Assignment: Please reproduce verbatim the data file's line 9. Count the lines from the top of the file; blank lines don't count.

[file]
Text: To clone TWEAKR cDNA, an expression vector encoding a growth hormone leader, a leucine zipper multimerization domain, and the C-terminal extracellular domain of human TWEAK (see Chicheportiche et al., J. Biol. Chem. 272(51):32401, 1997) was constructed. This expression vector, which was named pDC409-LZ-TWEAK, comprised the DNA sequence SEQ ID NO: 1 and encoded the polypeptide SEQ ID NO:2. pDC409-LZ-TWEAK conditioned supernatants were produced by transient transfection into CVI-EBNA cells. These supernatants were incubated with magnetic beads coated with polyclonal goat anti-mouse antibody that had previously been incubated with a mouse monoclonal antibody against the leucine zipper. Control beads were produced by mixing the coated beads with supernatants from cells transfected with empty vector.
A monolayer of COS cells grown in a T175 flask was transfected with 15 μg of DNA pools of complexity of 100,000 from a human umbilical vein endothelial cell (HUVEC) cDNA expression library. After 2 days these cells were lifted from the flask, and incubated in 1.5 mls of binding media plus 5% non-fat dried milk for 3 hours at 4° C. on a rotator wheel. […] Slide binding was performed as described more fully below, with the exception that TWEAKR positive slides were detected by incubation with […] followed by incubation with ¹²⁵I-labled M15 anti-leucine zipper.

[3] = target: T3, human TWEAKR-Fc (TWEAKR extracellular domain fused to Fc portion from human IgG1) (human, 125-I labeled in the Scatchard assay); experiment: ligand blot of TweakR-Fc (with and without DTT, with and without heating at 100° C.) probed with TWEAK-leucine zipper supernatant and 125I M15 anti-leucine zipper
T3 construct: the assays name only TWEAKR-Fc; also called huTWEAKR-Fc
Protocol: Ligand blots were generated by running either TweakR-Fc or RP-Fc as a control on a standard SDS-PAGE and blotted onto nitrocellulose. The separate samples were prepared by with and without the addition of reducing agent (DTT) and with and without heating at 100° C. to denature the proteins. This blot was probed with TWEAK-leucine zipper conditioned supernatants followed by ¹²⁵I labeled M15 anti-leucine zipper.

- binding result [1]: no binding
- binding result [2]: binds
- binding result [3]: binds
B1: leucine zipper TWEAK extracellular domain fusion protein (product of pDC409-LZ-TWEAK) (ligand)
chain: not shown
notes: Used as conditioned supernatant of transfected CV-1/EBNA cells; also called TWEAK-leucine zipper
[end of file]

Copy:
B1: leucine zipper TWEAK extracellular domain fusion protein (product of pDC409-LZ-TWEAK) (ligand)